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Quim Rovira
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ExtJS::AutoForm::Moose - Moose role for ExtJS form autogeneration


Version 0.01


WARNING: This module is mostly on it's bare bones, and still under heavy development. This means it is subject to all kinds of refactoring, renaming, incompatible API changes, not to mention the bugs or lack of support for really nice Moose features and extensions (like MongoDBx::Class). See "DESCRIPTION" and "TODO" for more details.

On the class you want to generate an ExtJS form for:

    package MyApp::Model::MyEntity;

    use Moose;

    extends 'MyApp::Model::MyParentEntity';
    with 'ExtJS::AutoForm::Moose';

    has 'some_attribute' => { is => "rw", isa => "Str" };
    has 'some_other' => { is => "ro", isa => "Num" };

Then, somewhere else on your code:

    # Simple usage on an object instance

    # Static usage

    # Use options to control generation
    $entity->extjs_form( hierarchy => 1, strip => "MyApp::Model::", cleanup => "cute" );


This moose role adds a couple of methods to any Moose class that use introspection to try to generate an array of ExtJS form field descriptions or a formpanel description. If you do not yet know of ExtJS, you can visit it's product page here: http://www.sencha.com/products/extjs.

Once a class implements this role, you can call extjs_* methods on an object instance or statically.

Supported moose types

So far, just a few base attribute types are supported, namely: Str, Num, Int, Bool, and enums. Any other field will inherit the extjs template definition from the common antecessor Any, which creates a DisplayField control showing an "Unsupported type" message.

Anyway, you can define custom templates for any moose types using ExtJS::AutoForm::Moose::Types, which provides a syntax curry very similar to the one used to declare types or attributes.

How it works

ExtJS::AutoForm::Moose basically gets the associated Moose::Meta::Class and uses introspection to recursively find the entity attributes.

For each attribute, it does a few simple checks on the attribute type to find the matching ExtJS control. Such search will recursively check parent types to provide a default control, so that if you create an Str subtype and do not declare a way to reflect that into an ExtJS control, the default for Str will be used instead.

When an association is found, the definition is loaded, and a few common config options are set (unless they have been previously defined on the provided template):

- fieldLabel

Set to the attribute name, as returned by the cleanup callback (see autoform options)

- readOnly

Set to true for "ro" declared attributes

- name

Set to the attribute name (unparsed)

Attribute values

Attribute values are a bit special, since the default behaviour changes when the form is generated through a static call to ext_js or as a method call.

On the first case, this module will try to fetch the default value for that attribute. There is a caveat, though, since default values can be provided as callbacks and a static call has no object to pass to that callback. This means it will probably crash, but so far, this behaviour is left undefined.

When called as a method, though, the actual attribute value of that instance will be used.


extjs_fields ( options )

Generate fields structure for a given class.

This method can be both invoked on an object or directly, passing a valid moose classname as the first parameter.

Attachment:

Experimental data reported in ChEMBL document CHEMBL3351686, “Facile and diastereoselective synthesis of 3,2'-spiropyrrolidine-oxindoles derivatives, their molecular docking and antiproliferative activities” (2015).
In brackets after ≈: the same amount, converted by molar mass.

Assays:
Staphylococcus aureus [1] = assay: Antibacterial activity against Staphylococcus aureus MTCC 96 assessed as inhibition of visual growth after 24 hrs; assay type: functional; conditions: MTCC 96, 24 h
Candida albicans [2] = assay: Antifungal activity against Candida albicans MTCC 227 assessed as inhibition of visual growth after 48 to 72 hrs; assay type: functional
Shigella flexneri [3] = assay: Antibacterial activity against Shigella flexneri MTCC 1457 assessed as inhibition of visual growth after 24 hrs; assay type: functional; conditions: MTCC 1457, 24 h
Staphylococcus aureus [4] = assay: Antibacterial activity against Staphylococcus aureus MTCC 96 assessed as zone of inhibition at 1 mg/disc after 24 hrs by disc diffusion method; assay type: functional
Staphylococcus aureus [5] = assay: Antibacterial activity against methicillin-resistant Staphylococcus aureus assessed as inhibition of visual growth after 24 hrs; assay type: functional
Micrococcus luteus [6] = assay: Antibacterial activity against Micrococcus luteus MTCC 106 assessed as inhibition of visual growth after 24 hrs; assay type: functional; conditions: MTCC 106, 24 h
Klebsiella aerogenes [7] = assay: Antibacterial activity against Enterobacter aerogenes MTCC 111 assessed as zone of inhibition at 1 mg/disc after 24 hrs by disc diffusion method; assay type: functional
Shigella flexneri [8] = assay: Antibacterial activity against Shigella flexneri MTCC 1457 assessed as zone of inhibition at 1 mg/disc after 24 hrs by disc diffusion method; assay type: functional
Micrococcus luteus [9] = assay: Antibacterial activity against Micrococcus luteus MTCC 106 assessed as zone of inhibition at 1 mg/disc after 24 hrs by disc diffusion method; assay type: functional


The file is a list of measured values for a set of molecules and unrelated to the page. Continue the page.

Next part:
Available options:


When set to a true value, this flag will cause attributes to be grouped in ExtJS fieldgroups using the class or role names that declared them.


Used together with hierarchy, will strip off a given string from class names. See "SYNOPSIS".


Used together with hierarchy, allows to format classnames using a callback. Specifying "cute" will s#::# #.


Allows to format attribute using a callback. Specifying "cute" will s#_# #.


Do not set readOnly config parameters on fields.

extjs_fields_json ( options )

This method does exactly the same thing as extjs_fields, but returns the output encoded as JSON using JSON::Any.

extjs_formpanel ( options )

Generate a formpanel containing the reflection for a given object instance or class.

All parameters are passed directly to extjs_fields, so it's usage is identical.

extjs_formpanel_json ( options )

This method does exactly the same thing as extjs_formpanel, but returns the output encoded as JSON using JSON::Any.


There are still a lot of features to implement and a few dirty hacks to fix before this module is actually useful.

This is a list of random ideas to be considered for future versions:

Support for Moose class-typed attributes

This must be thoroughly analized to get to a simple and flexible solution

Support array and hash parametrized types

I think there must be a pretty smart way to handle this

Support MongoDBx::Class attributes

This one is even more interesting, and includes referenced and embedded documents.


Quim Rovira, met at cpan.org


Please report any bugs or feature requests to bug-moosex-extjs-reflection at rt.cpan.org, or through the web interface at http://rt.cpan.org/NoAuth/ReportBug.html?Queue=ExtJS-AutoForm-Moose. I will be notified, and then you'll automatically be notified of progress on your bug as I make changes.


You can find documentation for this module with the perldoc command.

    perldoc ExtJS::AutoForm::Moose

You can also look for information at:


Copyright 2011 Quim Rovira.

This program is free software; you can redistribute it and/or modify it under the terms of either: the GNU General Public License as published by the Free Software Foundation; or the Artistic License.

See http://dev.perl.org/licenses/ for more information.

ExtJS trademarks are property of Sencha Labs http://www.sencha.com